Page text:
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Pulmonary vascular disease
P8 Use of D-dimer: CRP ratio compared to D-dimer alone to predict PE on VQ scanning
  1. R Berwick,
  2. S Navalkissoor,
  3. J R Hurst
  1. UCL Medical School, London, UK

Abstract

Introduction Pulmonary embolism (PE) is a common presentation in the emergency department and in-patient setting. Measurement of D-dimer in conjunction with clinical risk assessment is used to exclude patients at low risk of PE. Some of the conditions that mimic PE, including infection and inflammation, are also associated with elevated D-dimer concentrations such that the test lacks specificity. Most infectious and inflammatory conditions result in an elevated acute-phase serum response which can be quantified using C-Reactive Protein (CRP) assay. We hypothesised, therefore, that patients with isolated PE would have a higher D-dimer: CRP ratio than patients with infectious or inflammatory mimics of PE and therefore that this ratio would be more discriminatory.

Methods We analysed data from all patients who underwent V/Q scanning to confirm or exclude PE at Royal Free Hampstead NHS Trust, London, UK, during 2010. The CRP and D-dimer results closest, but preceding the V/Q scan were analysed using receiver operator characteristic (ROC) curves to test the hypothesis that the D-dimer: CRP ratio (expressed as ng/ml:mg/l) was a better predictor or PE than D-dimer alone.

Results 179 patients (mean (SD) age 52.8 (19.7) years) had a V/Q scan for suspected PE during the study period. Of these, 85 had a D-dimer assay, a median (IQR) of 1 (0–1) days prior to the imaging. The median D-dimer concentration was 272 (178–675) ng/ml. 137 patients had CRP assay (12 (3–56) mg/l), measured 1 (0–1) days prior to imaging. It was possible to calculate a D-dimer: CRP ratio in 78 patients (44% of the total), of whom 19 (24%) had a V/Q scan reported as high risk for PE. D-dimer, and the D-dimer: CRP ratio, but not CRP were significantly higher between patients who did and did not have high-risk V/Q scans (Mann–Whitney U test analyses: 764 vs 245 ng/ml, p=0.001; 107 vs 31 units, p=0.020 and 20 vs 10 mg/l, p=0.134 respectively). Biomarker data were log10 transformed to permit ROC analysis. Area-under-curve (AUC) values using ROC for D-dimer alone, and D-dimer: CRP ratio were 0.74 and 0.68 respectively, both less than the standard criteria for utility of 0.8.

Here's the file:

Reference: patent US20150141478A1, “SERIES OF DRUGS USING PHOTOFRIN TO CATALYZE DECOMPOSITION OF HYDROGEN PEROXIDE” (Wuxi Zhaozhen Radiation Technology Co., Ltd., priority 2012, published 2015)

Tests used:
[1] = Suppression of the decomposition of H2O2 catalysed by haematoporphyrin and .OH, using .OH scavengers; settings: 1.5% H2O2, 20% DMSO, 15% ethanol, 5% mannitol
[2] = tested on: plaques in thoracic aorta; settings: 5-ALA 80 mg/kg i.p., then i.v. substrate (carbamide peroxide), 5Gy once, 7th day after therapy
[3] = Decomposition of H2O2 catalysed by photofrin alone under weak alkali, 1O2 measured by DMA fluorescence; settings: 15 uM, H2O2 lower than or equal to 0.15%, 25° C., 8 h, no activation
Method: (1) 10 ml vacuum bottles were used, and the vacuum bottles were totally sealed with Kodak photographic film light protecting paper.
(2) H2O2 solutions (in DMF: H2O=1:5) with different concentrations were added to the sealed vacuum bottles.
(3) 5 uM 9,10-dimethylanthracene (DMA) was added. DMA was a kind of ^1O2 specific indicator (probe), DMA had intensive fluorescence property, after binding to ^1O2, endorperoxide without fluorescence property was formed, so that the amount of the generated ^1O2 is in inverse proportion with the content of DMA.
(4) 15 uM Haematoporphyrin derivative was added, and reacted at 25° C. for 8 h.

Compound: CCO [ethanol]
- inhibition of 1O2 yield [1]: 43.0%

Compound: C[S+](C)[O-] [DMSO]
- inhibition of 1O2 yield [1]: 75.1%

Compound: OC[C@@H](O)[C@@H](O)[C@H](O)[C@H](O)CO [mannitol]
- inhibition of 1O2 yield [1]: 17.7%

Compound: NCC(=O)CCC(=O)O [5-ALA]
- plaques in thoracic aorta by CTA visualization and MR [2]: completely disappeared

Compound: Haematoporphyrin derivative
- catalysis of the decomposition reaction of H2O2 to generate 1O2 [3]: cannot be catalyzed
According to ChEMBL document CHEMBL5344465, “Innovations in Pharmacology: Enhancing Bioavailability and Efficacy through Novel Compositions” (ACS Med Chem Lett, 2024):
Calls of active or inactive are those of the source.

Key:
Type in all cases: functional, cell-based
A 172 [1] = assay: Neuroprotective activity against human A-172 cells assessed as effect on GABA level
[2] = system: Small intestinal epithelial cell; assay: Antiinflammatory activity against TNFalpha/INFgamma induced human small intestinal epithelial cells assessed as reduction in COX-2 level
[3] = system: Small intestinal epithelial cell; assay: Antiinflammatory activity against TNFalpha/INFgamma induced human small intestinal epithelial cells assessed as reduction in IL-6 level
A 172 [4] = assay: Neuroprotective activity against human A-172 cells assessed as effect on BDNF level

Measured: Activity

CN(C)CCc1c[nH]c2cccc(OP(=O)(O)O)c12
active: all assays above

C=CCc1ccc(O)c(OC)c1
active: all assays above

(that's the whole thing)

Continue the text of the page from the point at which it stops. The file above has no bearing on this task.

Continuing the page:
Conclusions D-dimer: CRP ratio is not superior to D-dimer alone in predicting PE in patients with a clinical suspicion of this diagnosis sufficient to require V/Q scanning.

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